Why does the Cholesky factorization requires the matrix
A to be positive definite? What happens when we factorize non-positive definite matrix?
Let's assume that we have a matrix
A' that is not positive definite (so at least one leading principal minor is negative). Can one prove that there is no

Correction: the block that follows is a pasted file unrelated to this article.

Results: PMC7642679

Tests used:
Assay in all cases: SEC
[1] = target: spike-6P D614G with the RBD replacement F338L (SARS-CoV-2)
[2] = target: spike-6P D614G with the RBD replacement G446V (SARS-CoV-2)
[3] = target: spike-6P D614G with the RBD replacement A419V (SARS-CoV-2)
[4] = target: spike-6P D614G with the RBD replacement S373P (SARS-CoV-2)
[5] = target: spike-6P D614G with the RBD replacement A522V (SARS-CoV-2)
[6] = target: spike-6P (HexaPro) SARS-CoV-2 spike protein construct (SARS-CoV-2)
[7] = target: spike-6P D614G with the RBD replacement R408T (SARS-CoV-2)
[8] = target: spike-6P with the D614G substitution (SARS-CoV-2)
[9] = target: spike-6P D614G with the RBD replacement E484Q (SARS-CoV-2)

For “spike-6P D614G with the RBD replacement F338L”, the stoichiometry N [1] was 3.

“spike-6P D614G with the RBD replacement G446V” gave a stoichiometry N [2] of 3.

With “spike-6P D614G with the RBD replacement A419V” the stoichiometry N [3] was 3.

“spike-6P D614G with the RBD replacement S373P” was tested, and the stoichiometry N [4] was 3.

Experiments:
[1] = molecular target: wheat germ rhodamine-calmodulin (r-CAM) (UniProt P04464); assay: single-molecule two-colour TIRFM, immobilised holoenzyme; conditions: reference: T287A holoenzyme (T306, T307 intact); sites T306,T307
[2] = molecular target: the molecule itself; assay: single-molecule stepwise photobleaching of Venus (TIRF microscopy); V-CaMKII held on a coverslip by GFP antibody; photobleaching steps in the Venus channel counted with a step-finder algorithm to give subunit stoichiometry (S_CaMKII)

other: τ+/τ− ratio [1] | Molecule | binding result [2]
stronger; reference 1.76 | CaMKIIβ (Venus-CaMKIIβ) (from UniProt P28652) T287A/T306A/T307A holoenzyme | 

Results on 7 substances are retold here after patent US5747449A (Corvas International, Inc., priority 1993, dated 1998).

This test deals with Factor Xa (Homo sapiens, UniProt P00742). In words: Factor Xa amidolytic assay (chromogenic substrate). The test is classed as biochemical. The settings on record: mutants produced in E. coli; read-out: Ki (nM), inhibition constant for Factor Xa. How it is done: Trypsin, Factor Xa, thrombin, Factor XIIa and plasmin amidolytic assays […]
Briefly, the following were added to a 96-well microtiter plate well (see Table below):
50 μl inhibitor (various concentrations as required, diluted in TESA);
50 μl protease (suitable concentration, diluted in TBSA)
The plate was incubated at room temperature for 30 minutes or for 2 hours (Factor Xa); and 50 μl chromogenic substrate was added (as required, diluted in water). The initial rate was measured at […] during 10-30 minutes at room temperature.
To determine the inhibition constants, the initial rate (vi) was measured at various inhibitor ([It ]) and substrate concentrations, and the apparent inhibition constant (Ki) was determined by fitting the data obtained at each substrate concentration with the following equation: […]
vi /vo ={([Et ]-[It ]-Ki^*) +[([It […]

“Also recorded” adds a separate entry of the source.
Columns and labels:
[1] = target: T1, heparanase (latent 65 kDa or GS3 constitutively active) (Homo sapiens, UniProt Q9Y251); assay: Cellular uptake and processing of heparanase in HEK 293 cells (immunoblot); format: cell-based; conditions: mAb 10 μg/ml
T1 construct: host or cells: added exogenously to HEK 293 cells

L such as
A' = LL*? If not, wouldn't the positive definite criteria remove some of the matrices that could be potentially decomposed?
We could also put this question in the form of a demonstration for the next statement:
For any square matrix L, the product LL* is a positive definite matrix.